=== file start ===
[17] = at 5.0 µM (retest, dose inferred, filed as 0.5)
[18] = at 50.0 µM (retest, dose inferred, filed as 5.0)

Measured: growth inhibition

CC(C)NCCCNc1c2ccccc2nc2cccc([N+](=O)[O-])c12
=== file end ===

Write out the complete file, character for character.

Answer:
[17] = at 5.0 µM (retest, dose inferred, filed as 0.5)
[18] = at 50.0 µM (retest, dose inferred, filed as 5.0)

Measured: growth inhibition

CC(C)NCCCNc1c2ccccc2nc2cccc([N+](=O)[O-])c12